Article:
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DIC untroubled by regional rivals

Senior management remains unperturbed by the apparent competition from similar technology zones coming up in the rest of the Middle East

Dubai Internet City (DIC), the premier technology cluster of the UAE, welcomed 112 new companies to the campus in 2007, including the likes of Google, Qualcomm and British Telecom.

According to its senior management, DIC, which has been experiencing 25%-30% of annual growth since inception, continues to attract global enterprises to the country, in spite of the growing competition from similar-themed clusters in other parts of the Middle East, namely Qatar, Bahrain and Kuwait.

“Most of these clusters are actually adding value as the market keeps expanding. We have a lot of companies that have their regional headquarters here and have local offices set up in other GCC countries and right across the Middle East. It opens a new market for the business partners and the clients that we have,” said Malek Sultan Al Malek, executive director of DIC.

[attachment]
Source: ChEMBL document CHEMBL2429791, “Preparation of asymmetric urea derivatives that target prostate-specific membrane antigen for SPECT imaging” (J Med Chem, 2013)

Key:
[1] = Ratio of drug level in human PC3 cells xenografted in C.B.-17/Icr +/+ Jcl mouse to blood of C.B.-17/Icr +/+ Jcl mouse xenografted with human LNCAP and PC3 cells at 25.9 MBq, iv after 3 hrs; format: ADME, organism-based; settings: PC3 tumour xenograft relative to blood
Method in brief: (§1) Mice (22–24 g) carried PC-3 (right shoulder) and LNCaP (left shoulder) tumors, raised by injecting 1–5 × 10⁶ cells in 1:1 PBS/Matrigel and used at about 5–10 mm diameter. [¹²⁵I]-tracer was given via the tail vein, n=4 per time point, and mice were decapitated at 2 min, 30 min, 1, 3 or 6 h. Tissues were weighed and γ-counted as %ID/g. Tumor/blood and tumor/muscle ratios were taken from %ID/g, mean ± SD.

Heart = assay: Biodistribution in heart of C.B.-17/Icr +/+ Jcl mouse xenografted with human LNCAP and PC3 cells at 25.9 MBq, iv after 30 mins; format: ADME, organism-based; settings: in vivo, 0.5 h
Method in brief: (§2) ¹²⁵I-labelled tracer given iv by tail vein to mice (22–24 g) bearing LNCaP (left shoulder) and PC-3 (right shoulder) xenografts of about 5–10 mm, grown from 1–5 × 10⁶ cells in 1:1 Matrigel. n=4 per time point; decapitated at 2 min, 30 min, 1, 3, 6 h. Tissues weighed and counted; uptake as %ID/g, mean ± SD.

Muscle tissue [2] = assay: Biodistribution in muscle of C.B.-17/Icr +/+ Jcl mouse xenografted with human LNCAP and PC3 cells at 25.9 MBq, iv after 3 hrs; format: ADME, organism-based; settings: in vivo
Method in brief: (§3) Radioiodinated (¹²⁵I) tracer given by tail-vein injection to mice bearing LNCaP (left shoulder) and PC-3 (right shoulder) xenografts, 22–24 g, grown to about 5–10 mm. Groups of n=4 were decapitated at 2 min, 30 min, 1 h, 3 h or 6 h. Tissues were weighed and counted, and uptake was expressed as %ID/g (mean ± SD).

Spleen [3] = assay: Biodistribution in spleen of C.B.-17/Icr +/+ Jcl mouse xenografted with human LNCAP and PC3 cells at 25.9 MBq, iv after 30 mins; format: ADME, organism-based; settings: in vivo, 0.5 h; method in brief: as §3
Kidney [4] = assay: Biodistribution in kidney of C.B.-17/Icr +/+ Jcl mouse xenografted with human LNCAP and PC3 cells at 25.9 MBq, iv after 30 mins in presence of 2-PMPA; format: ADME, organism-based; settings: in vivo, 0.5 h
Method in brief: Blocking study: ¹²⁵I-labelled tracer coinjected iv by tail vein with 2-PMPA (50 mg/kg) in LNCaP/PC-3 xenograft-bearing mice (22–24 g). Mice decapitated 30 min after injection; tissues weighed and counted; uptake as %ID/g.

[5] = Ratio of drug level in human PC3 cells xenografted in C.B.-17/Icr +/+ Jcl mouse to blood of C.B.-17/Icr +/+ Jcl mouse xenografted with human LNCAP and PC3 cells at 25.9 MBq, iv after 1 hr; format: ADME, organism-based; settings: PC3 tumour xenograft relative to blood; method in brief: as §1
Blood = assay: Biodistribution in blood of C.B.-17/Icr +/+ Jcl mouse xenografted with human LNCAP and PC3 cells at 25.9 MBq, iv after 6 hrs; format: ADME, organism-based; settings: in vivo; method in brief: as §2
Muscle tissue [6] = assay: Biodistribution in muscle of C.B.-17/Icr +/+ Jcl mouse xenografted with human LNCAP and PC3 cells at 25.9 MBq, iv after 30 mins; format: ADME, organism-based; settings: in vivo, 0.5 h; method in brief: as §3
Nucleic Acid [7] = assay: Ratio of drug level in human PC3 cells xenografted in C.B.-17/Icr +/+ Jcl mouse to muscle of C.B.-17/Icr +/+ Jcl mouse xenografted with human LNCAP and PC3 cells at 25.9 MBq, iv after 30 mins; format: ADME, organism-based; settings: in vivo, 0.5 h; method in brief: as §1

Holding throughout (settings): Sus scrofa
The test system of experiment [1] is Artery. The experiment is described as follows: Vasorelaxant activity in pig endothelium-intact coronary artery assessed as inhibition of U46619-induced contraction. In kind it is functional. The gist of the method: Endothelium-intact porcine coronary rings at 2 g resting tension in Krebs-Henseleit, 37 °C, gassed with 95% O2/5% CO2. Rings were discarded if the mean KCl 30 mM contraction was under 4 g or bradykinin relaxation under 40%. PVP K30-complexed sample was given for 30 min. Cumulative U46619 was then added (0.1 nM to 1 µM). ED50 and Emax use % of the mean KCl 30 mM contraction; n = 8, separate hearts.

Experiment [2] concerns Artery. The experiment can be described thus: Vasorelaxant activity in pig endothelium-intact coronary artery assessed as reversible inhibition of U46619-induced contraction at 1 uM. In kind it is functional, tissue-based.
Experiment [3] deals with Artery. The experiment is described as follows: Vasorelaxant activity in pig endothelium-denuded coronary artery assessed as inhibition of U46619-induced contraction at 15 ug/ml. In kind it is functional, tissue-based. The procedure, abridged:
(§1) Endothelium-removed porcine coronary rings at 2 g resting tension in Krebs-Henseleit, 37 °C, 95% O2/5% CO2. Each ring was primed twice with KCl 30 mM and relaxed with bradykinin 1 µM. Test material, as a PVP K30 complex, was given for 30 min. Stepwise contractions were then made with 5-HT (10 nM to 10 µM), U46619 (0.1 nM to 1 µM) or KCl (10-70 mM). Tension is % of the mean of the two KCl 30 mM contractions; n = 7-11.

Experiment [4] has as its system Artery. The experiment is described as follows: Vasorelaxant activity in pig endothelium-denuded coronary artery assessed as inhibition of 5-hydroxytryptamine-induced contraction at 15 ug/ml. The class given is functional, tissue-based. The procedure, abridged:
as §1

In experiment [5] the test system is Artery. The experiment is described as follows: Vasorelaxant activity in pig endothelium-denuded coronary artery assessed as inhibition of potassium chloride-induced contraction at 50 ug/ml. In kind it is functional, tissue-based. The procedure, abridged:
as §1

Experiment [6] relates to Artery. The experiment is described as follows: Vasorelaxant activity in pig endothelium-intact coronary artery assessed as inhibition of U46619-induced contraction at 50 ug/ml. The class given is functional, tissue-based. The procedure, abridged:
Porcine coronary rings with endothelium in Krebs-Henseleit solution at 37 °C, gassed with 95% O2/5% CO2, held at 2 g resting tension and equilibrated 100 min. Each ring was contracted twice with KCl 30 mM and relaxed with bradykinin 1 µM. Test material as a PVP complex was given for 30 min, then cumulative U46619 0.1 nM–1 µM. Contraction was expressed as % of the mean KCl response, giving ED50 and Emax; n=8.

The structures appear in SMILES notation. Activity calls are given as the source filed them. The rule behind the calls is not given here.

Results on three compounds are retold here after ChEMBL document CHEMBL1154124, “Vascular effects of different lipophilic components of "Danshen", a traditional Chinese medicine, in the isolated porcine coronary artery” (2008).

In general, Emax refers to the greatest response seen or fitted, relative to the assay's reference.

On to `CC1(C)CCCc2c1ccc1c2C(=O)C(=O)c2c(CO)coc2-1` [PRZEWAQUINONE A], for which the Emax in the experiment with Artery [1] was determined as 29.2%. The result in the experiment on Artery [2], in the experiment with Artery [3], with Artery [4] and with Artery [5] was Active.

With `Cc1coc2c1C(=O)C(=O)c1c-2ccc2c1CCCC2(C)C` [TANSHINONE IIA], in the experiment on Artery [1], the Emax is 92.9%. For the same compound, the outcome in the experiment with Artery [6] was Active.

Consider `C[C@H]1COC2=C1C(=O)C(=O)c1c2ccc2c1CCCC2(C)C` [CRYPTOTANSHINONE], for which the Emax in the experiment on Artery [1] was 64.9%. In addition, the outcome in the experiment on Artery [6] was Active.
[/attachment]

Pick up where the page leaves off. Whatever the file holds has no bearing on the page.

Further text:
Other regional clusters have been becoming increasingly viable choices for businesses that want to set up office and operate in the region, since they are situated in cities where property prices remain reasonable. This allows organisations to not only operate more profitably, but also provides them with better options for accommodating workers.

Al Malek admits that rental prices in Dubai are high, but refutes the claim that this is the case within DIC’s boundaries. He says that when it comes to the cost of setting up businesses in the zone, DIC remains much cheaper than the outside market.

“We have subsidised a lot of costs to maintain the growth of the industry rather than pass on incremental increases to our clients. If you look at our rate today it is quite lower than the market rate, we’ve managed to keep it to a rate which is good for business and can be sustained," he said.